There seemed to be an overarching dullness to this novel that I only found was breached by a few moments in the novel. When Carter was first introduced, I thought, “Yeah! This novel might be going somewhere with him and his secrets and ladeeda!” However, it definitely went somewhere. Just nowhere necessarily exciting. Sure, there were some parts where I was glued to my book, waiting to see what happened next, but overall it was kind of dull for me. I mean, maybe it wasn’t descriptive enough in describing the Ticks or maybe I didn’t feel scared enough for the characters. I’m not sure. Maybe it was because that in an almost 450 page novel, not all too much happens. The ending however, was interesting, not sure where the author is going to go with that in the second novel. On the plus side I didn’t find the main character annoying. So it wasn’t THAT agonizing to read. It was just okay is all. If you’re looking for a new take on vampires, this might be the book for you. Otherwise, this may not be your cup of tea. I guess I’ll read the next book and see what happens.
“It’s been over six months since the eruption of the Yellowstone supervolcano. Alex and Darla have been staying with Alex’s relatives, trying to cope with the new reality of the dark, cold, and primitive world so vividly portrayed in Ashfall, the first book in this trilogy.
It’s been six months of waiting for Alex’s parents to return from Iowa. Alex and Darla decide they must retrace their journey into Iowa to find and bring back Alex’s parents to the tenuous safety of Illinois. But the landscape they cross is even more perilous than before, with life-and-death battles for food and power between the remaining communities.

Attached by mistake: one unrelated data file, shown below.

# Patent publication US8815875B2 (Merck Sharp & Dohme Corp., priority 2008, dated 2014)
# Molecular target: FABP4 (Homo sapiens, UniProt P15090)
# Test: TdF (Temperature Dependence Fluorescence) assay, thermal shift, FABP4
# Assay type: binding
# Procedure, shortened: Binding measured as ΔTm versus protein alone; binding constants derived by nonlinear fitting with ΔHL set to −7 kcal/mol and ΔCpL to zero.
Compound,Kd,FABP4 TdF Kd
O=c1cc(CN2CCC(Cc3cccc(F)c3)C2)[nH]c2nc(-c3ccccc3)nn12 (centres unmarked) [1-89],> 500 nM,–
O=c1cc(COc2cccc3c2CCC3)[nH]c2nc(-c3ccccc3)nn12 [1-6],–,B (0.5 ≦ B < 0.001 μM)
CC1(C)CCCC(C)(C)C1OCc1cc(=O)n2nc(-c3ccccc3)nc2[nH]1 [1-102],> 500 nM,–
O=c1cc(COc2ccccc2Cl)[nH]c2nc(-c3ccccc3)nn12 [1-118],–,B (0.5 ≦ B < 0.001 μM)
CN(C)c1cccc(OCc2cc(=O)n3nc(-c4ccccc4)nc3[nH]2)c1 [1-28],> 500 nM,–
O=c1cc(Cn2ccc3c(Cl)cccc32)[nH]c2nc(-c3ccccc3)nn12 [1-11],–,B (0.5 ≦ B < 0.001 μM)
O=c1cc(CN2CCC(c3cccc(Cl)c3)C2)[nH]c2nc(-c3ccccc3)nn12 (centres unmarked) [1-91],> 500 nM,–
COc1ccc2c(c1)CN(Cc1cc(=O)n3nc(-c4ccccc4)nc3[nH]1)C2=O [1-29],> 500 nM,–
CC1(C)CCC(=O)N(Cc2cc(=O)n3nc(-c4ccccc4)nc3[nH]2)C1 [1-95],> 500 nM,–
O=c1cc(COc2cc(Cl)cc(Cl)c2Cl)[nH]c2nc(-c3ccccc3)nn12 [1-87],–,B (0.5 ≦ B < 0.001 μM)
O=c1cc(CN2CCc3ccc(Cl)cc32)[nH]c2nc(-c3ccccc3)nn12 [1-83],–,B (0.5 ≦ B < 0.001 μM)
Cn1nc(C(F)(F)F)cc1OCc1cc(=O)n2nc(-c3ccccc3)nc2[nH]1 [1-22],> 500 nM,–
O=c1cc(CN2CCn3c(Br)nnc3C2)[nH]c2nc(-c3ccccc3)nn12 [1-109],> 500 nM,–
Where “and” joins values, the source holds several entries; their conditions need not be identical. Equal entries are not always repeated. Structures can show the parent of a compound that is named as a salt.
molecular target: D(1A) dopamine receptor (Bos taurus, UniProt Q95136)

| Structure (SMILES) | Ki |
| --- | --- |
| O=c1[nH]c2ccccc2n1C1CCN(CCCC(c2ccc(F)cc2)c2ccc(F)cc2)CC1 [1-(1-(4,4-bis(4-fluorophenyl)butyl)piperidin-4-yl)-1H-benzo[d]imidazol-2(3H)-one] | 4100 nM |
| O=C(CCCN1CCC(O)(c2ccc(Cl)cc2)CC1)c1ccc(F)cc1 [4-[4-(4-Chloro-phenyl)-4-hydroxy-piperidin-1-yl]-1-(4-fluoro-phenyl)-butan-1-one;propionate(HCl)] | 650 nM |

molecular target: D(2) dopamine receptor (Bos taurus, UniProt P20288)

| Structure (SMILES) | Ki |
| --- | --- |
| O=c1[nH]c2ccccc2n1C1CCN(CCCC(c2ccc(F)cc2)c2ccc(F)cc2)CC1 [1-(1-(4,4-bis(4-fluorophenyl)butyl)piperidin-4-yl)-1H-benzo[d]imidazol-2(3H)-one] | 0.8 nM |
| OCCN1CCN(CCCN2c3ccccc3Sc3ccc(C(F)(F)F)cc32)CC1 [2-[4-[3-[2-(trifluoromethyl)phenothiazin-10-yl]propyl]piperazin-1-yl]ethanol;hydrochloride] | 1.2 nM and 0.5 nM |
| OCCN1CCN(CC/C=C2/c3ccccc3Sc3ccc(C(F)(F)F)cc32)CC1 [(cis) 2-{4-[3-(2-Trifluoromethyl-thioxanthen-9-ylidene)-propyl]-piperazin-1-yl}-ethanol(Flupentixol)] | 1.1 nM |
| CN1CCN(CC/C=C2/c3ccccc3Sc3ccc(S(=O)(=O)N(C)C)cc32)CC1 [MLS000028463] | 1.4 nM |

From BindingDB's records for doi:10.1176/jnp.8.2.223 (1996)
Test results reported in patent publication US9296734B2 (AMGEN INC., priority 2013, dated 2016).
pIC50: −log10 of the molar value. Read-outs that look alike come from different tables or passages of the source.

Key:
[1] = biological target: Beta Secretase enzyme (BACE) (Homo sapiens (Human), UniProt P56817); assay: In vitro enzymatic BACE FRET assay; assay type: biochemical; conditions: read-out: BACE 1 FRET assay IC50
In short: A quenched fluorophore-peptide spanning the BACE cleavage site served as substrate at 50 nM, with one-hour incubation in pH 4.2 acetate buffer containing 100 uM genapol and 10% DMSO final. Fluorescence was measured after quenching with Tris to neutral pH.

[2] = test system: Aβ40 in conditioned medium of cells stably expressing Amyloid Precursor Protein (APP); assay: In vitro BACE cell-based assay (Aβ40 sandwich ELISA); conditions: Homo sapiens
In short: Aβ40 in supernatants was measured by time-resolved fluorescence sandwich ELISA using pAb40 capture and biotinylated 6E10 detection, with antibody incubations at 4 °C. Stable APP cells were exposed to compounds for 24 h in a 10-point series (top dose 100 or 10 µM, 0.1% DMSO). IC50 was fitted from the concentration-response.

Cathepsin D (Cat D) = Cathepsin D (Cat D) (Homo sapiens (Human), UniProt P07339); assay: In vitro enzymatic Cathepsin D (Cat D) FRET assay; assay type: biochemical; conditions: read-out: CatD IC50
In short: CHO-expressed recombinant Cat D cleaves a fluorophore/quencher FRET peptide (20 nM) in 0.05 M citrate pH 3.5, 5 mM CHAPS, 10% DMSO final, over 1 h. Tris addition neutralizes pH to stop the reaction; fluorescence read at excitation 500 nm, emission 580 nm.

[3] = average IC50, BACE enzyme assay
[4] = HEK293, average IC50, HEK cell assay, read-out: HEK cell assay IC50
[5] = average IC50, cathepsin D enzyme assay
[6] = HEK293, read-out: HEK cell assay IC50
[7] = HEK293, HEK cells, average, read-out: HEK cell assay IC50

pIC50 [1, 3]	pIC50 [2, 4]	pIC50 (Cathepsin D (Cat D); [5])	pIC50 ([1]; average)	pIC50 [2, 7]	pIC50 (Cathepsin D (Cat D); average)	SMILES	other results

When the unthinkable happens, Alex must find new reserves of strength and determination to survive.”
This book, as stated before is in a trilogy and you can find the review for the first book here.
From all the suspense and really unfortunate things that happen to Alex in Ashfall, this book starts off with a bang delivering our expectations. Alex had really grown as a person in Ashfall, and he still had room to grow in this novel.
What I really love about Mike Mullin’s work is that he makes us frustrated with what unfortunate events happen to the characters and that was something I really enjoyed with this book. I think evoking that frustration is really what makes books good,
I found, however, that during about two-thirds of the way into the book I found myself getting bored. But Ashen Winter really picked up and became really interesting again. That was probably my only qualm with this novel.
I found that Alex’s growth really showed when Darla got shot and they were separated. Darla pretty much carried him along in the latter half of Ashfall and being without her really changed an aspect of the book. That area of the book where Alex was first separated with Darla was the point where I found it dragged on a little bit, however hiding from the Peckerwoods really picked up the tension and suspense.
The introduction of the new characters, Alyssa and Ben, was a good choice on the author’s part because the novel could get a little stale without some new faces.
~~End of Spoilers~~
Overall, I think this was not better than the original book, however, it’s a really good sequel and worth reading if you have read the first book.